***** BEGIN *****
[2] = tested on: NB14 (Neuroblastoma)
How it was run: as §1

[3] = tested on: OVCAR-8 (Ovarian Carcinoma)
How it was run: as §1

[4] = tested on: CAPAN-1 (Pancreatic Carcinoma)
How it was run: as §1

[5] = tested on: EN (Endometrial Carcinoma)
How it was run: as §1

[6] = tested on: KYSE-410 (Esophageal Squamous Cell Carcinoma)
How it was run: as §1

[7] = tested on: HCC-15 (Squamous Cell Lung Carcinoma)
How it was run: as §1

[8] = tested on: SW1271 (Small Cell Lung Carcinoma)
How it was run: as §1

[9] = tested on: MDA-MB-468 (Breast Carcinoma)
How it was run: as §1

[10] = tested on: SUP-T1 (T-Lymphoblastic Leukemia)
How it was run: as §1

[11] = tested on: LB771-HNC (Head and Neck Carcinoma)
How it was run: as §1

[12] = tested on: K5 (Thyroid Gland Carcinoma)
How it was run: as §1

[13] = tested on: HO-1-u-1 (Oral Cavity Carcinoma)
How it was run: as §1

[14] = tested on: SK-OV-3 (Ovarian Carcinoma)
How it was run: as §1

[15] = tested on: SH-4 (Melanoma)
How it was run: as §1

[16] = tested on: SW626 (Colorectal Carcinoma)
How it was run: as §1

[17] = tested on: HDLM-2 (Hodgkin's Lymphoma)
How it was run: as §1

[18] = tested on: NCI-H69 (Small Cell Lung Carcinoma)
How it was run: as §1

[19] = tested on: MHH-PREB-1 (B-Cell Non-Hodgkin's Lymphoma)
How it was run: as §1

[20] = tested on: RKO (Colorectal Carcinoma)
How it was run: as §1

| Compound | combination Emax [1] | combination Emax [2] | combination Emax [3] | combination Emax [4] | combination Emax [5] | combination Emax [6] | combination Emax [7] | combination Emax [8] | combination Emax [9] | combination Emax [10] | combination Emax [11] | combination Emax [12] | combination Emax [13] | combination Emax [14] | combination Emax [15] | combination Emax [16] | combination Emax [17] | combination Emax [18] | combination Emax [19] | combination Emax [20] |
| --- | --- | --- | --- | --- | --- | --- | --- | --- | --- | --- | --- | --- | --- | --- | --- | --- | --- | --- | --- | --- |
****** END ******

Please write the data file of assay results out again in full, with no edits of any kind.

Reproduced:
[2] = tested on: NB14 (Neuroblastoma)
How it was run: as §1

[3] = tested on: OVCAR-8 (Ovarian Carcinoma)
How it was run: as §1

[4] = tested on: CAPAN-1 (Pancreatic Carcinoma)
How it was run: as §1

[5] = tested on: EN (Endometrial Carcinoma)
How it was run: as §1

[6] = tested on: KYSE-410 (Esophageal Squamous Cell Carcinoma)
How it was run: as §1

[7] = tested on: HCC-15 (Squamous Cell Lung Carcinoma)
How it was run: as §1

[8] = tested on: SW1271 (Small Cell Lung Carcinoma)
How it was run: as §1

[9] = tested on: MDA-MB-468 (Breast Carcinoma)
How it was run: as §1

[10] = tested on: SUP-T1 (T-Lymphoblastic Leukemia)
How it was run: as §1

[11] = tested on: LB771-HNC (Head and Neck Carcinoma)
How it was run: as §1

[12] = tested on: K5 (Thyroid Gland Carcinoma)
How it was run: as §1

[13] = tested on: HO-1-u-1 (Oral Cavity Carcinoma)
How it was run: as §1

[14] = tested on: SK-OV-3 (Ovarian Carcinoma)
How it was run: as §1

[15] = tested on: SH-4 (Melanoma)
How it was run: as §1

[16] = tested on: SW626 (Colorectal Carcinoma)
How it was run: as §1

[17] = tested on: HDLM-2 (Hodgkin's Lymphoma)
How it was run: as §1

[18] = tested on: NCI-H69 (Small Cell Lung Carcinoma)
How it was run: as §1

[19] = tested on: MHH-PREB-1 (B-Cell Non-Hodgkin's Lymphoma)
How it was run: as §1

[20] = tested on: RKO (Colorectal Carcinoma)
How it was run: as §1

| Compound | combination Emax [1] | combination Emax [2] | combination Emax [3] | combination Emax [4] | combination Emax [5] | combination Emax [6] | combination Emax [7] | combination Emax [8] | combination Emax [9] | combination Emax [10] | combination Emax [11] | combination Emax [12] | combination Emax [13] | combination Emax [14] | combination Emax [15] | combination Emax [16] | combination Emax [17] | combination Emax [18] | combination Emax [19] | combination Emax [20] |
| --- | --- | --- | --- | --- | --- | --- | --- | --- | --- | --- | --- | --- | --- | --- | --- | --- | --- | --- | --- | --- |